A/PROF MICHAEL KEARNEY

A/PROF MICHAEL KEARNEY

Positions

  • Conservation and Wildlife Biology/Animal Behaviour and Evolution (Habitat use, behavioural ecology, social behaviour, hybridization, parthenogenetic organisms, evolutionary ecology)

Overview

OverviewText1

  • Background

    I completed my undergraduate studies in Botany and Zoology at Monash University where I obtained a BSc(Honours) in 1998. I then obtained his PhD. in Zoology at the University of Sydney under the guidance of Prof. Richard Shine in 2004. This included a one year Fulbright fellowship the USA where I collaborated with Prof. Kellar Autumn at Lewis and Clark College in Portland Oregon, and Prof. Warren Porter at the University of Wisconsin in Madison, Wisconsin. I then took up an Australian Research Council Postdoctoral Fellow at the Centre for Environmental Stress and Adaptation Research (CESAR) from 2004-2006. I joined the Zoology Department as a lecturer in 2007.


    Research

    The impact of climate on animals

    My research in this field is focused on understanding how climate impacts on the distribution and abundance of terrestrial animals. My approach combines laboratory and field investigations of ecophysiology and behaviour. A particular focus is on developing trait-based, mechanistic models that enable predictions of distributions under current and future climates with GIS data. I have been working with Prof. Warren Porter at The University of Wisconsin to develop computer programs that use energy balance equations and microclimate models to predict how traits (behaviour, morphology and physiology) of organisms interact with climatic conditions to affect key fitness components such as potential activity time, development and growth rates, water balance and food requirements. Importantly, this trait-based approach makes it possible to incorporate evolutionary change. Current and widely-used regression-based approaches to this problem are unable to incorporate evolution because they use the distribution points of the organism as a starting point rather than its traits. The trait-based models we are developing work for any kind of ectotherm or endotherm and hold great promise for enhancing our understandin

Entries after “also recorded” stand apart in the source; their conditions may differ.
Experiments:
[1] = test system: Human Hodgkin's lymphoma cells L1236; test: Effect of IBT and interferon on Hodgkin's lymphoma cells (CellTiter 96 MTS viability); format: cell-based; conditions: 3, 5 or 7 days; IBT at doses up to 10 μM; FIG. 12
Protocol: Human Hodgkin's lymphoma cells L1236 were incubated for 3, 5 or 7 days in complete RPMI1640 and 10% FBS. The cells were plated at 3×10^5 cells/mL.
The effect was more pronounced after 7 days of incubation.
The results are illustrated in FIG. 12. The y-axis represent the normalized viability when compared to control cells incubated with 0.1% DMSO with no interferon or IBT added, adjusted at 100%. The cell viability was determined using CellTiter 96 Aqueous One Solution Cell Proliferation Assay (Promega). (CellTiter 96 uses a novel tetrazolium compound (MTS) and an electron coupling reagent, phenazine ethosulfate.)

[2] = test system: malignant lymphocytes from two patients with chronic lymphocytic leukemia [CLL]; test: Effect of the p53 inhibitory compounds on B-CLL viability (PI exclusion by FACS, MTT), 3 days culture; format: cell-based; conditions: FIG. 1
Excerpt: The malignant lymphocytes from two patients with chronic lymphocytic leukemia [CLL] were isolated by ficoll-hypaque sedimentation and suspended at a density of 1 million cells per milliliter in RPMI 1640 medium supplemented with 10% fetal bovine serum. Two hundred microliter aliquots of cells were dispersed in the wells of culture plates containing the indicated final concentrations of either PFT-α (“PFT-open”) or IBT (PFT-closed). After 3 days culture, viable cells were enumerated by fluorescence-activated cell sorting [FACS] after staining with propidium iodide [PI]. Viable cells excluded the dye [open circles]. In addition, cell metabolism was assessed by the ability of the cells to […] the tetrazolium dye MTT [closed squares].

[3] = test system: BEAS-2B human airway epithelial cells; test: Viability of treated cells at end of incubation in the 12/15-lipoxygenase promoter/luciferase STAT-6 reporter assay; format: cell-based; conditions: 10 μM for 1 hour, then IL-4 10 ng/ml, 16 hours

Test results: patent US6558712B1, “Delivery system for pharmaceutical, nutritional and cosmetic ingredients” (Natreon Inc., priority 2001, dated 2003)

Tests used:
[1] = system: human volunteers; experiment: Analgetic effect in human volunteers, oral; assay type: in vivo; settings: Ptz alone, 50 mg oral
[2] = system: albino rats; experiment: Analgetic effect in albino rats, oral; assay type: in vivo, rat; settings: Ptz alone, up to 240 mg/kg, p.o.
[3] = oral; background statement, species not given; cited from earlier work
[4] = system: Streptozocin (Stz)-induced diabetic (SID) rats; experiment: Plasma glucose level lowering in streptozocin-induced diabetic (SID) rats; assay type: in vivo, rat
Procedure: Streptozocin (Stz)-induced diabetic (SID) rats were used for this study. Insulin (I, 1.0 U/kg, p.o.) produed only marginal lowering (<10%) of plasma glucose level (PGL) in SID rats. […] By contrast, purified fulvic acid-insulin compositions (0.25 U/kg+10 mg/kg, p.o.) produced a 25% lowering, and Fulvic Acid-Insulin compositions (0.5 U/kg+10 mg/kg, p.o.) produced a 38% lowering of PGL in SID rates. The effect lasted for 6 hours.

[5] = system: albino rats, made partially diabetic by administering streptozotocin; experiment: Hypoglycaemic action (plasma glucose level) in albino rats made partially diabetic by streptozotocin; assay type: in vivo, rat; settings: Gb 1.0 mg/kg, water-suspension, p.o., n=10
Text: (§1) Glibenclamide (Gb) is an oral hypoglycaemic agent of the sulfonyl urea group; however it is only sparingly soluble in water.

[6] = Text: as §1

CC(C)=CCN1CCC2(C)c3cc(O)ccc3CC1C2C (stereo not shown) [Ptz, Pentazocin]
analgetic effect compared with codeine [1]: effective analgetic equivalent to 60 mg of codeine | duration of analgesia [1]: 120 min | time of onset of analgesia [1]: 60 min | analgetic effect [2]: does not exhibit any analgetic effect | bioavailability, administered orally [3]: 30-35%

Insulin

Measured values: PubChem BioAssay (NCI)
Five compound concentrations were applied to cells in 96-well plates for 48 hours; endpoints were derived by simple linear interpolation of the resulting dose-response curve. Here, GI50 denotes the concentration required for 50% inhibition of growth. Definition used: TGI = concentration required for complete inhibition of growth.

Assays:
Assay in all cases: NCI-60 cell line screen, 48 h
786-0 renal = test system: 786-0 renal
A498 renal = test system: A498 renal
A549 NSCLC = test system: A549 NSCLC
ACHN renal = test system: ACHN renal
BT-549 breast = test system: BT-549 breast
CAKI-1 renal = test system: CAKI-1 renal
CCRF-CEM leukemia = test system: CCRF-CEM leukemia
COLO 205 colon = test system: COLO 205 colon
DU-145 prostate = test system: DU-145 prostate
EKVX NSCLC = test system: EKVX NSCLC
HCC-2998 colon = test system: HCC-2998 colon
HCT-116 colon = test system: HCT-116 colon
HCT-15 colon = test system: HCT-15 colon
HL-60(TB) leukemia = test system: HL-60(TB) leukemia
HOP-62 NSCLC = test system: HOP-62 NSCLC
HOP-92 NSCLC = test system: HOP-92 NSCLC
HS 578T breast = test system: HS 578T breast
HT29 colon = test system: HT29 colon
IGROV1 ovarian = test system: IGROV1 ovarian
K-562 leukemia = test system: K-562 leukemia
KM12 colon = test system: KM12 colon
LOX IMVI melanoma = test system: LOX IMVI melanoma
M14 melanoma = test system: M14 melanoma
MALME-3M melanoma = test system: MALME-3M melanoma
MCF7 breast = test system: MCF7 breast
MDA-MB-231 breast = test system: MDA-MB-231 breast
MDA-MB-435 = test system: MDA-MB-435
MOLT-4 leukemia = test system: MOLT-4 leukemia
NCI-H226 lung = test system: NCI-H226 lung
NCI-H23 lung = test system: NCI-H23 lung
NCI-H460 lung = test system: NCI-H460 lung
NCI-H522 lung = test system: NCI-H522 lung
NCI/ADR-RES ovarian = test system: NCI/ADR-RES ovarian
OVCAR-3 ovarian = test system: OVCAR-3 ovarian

Affiliation

Member of

  • Ecological Society of Australia. Member 2007 -
  • Australian Society of Herpetologists. Member 2000 -
  • Victorian Fulbright Alumni. Secretary 2004 - 2007
  • Australian Society of Herpetologists. Secretary 2004 - 2005
  • Genetics Society of Australia. Member 2004 - 2005
  • Australasian Society for the Study of Evolution. Member 2002 - 2003
  • Monash Biological Society. Secretary 1994 - 1998
  • 100 Acres Reserve Advisory Committee. Assistant Secretary 1996 - 1997

Publications

Selected publications

Research

Investigator on

Awards

Education and training

  • PhD, University of Sydney 2004
  • BSc(Hons), Monash University 1998

Awards and honors

  • Deans Award for Excellence in Research, University of Melbourne, 2008
  • Award for best PhD thesis, Jabez King Heydon, 2005
  • Postdoctoral Fellow, ARC, 2004
  • Comparative Meeting Travel Award, American Physiological Society, 2002
  • Australian-American Fulbright Award, 2001
  • PhD Scholarship, Australian Postgraduate Award, 2000
  • Best Honours thesis, A R Wallace, 1998
  • Vice-Chancellor?s Undergraduate Research Scholarship, Monash University, 1997
  • 1st Year Earth Science Prize, University of Melbourne, 1994

Linkages

Supervision

Available for supervision

  • Y